Glophyt fits to a mathematical expression. It does not work with differential equations. Hence, in case of kinetic studies of biological systems the analysis can be performed when the analytical solution to the system of equations is known. Otherwise, a different software package should be used, such as COPASI [26]. The equation parser in Glophyt is flexible enough for the majority of problems to be entered as expressions in the equation field. However, it is not a programming language and does not allow certain constructs, such as loops. Moreover, it stores equations converted to internal code on a stack, which is interpreted during calculations. While the vast majority of equations encountered in the field of biology can be treated without any problems, we decided to offer an option for more advanced users, who have programming skills, to define equations of arbitrary complexity. Moreover, the compiled functions run faster than the interpreted functions. For this reason, we added the possibility of dynamically attaching an external library (*.dll for Windows, or *.so for Linux) to the program. Then, one can execute one's own code from the library. The speedup depends on the nature of the problem, but it may easily reach one order of magnitude.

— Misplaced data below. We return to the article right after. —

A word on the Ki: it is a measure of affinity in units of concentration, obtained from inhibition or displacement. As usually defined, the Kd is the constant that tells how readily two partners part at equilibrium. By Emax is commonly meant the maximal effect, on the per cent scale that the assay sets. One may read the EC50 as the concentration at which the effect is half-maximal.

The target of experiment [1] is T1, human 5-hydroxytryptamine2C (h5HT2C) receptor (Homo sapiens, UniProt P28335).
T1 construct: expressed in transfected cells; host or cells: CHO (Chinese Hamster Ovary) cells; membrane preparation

#### 3. Results

To compare the performance of Glophyt with those of other programs, we performed calculations on several non-linear test problems from our own laboratory, using software often cited in the literature. In many cases, a paid license is needed, e.g., for MATLAB [5], OriginLab [27], CurveExpert [28], GraphPad Prism [29] and LAB Fit [30], although sometimes a free trial version is available. There are also free software packages for curve fitting, such as Octave [31], SciDAVis (32), Fityk [33], R/RStudio [34], Python/SciPy PyPESTO, MEIGOR and DEEP. They represent many different approaches to optimization, from gradient-based methods to metaheuristics. The program was executed on a PC equipped with an Intel Core i9 10980XE processor running at 3 GHz, both on Windows and on Linux.

We evaluated the performance of a given software by measuring its success rates, defined as the ratio of number of runs in which the final parameters were close to the best known solution to the total number of runs. In our case the latter was equal to 100. The conditions (specifically the lower and upper bounds for parameters) were identical in all cases. Parameters of all algorithms were left at their default values. The execution times were of less importance, since we prioritized correct final parameter values (in all cases the execution times ranged from seconds to minutes).

To illustrate the results two specific examples were selected for this section. Figure 1 shows an example of a decaying periodic function of time, described by one independent variable and five parameters. Glophyt returns the correct solution rapidly with success rates of 100% for both the PSO and SA algorithms.